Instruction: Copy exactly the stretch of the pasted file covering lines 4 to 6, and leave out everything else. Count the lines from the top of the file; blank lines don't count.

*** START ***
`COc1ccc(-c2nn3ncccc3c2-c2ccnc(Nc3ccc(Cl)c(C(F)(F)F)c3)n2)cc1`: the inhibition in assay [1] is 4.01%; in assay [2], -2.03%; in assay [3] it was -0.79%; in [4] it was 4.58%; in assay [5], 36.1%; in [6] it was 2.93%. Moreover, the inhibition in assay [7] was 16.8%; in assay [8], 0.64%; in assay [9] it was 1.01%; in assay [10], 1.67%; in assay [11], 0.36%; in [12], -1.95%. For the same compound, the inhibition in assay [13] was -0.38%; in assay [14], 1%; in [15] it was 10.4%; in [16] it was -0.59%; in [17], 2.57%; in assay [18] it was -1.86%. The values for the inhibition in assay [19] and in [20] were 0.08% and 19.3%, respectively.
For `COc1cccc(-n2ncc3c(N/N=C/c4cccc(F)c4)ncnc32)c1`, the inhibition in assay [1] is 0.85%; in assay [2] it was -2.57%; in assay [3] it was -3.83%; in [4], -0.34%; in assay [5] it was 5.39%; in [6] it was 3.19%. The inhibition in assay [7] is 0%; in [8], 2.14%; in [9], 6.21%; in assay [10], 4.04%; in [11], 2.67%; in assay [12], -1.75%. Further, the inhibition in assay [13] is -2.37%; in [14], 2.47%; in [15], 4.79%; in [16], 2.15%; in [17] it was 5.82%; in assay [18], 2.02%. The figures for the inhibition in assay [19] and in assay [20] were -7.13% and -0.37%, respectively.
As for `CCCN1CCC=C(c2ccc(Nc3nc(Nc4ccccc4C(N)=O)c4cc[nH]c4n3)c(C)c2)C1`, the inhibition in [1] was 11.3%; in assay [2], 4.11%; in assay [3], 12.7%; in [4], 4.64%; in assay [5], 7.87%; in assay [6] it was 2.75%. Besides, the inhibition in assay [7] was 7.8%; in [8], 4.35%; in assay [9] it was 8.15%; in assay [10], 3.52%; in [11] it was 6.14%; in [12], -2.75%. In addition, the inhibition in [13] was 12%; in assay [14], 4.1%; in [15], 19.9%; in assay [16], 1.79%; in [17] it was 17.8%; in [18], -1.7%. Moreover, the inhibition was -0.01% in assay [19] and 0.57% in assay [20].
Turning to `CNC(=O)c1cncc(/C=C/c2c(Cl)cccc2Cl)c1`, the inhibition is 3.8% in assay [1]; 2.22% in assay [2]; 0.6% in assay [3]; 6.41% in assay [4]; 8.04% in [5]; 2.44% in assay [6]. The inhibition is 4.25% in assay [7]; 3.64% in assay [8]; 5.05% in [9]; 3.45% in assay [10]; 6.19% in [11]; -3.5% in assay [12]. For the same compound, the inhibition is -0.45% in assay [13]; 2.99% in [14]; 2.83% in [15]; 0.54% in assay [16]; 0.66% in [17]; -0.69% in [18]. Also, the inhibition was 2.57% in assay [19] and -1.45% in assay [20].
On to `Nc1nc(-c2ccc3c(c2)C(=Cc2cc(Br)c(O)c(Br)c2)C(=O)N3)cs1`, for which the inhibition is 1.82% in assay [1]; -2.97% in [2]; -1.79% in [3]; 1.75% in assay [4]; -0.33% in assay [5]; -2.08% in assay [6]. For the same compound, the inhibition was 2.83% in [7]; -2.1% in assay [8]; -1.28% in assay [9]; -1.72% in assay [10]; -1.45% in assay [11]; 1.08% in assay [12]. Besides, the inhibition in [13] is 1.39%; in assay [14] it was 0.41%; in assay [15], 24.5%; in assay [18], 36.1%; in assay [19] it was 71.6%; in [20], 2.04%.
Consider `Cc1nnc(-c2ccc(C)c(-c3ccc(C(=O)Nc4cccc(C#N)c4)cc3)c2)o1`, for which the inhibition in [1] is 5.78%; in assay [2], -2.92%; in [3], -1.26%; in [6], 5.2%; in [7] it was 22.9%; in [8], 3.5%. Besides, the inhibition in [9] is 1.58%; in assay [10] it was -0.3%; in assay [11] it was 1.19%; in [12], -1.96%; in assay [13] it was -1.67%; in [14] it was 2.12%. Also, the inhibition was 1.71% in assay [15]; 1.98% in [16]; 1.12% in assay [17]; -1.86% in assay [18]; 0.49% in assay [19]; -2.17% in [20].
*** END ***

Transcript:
Turning to `CNC(=O)c1cncc(/C=C/c2c(Cl)cccc2Cl)c1`, the inhibition is 3.8% in assay [1]; 2.22% in assay [2]; 0.6% in assay [3]; 6.41% in assay [4]; 8.04% in [5]; 2.44% in assay [6]. The inhibition is 4.25% in assay [7]; 3.64% in assay [8]; 5.05% in [9]; 3.45% in assay [10]; 6.19% in [11]; -3.5% in assay [12]. For the same compound, the inhibition is -0.45% in assay [13]; 2.99% in [14]; 2.83% in [15]; 0.54% in assay [16]; 0.66% in [17]; -0.69% in [18]. Also, the inhibition was 2.57% in assay [19] and -1.45% in assay [20].
On to `Nc1nc(-c2ccc3c(c2)C(=Cc2cc(Br)c(O)c(Br)c2)C(=O)N3)cs1`, for which the inhibition is 1.82% in assay [1]; -2.97% in [2]; -1.79% in [3]; 1.75% in assay [4]; -0.33% in assay [5]; -2.08% in assay [6]. For the same compound, the inhibition was 2.83% in [7]; -2.1% in assay [8]; -1.28% in assay [9]; -1.72% in assay [10]; -1.45% in assay [11]; 1.08% in assay [12]. Besides, the inhibition in [13] is 1.39%; in assay [14] it was 0.41%; in assay [15], 24.5%; in assay [18], 36.1%; in assay [19] it was 71.6%; in [20], 2.04%.
Consider `Cc1nnc(-c2ccc(C)c(-c3ccc(C(=O)Nc4cccc(C#N)c4)cc3)c2)o1`, for which the inhibition in [1] is 5.78%; in assay [2], -2.92%; in [3], -1.26%; in [6], 5.2%; in [7] it was 22.9%; in [8], 3.5%. Besides, the inhibition in [9] is 1.58%; in assay [10] it was -0.3%; in assay [11] it was 1.19%; in [12], -1.96%; in assay [13] it was -1.67%; in [14] it was 2.12%. Also, the inhibition was 1.71% in assay [15]; 1.98% in [16]; 1.12% in assay [17]; -1.86% in assay [18]; 0.49% in assay [19]; -2.17% in [20].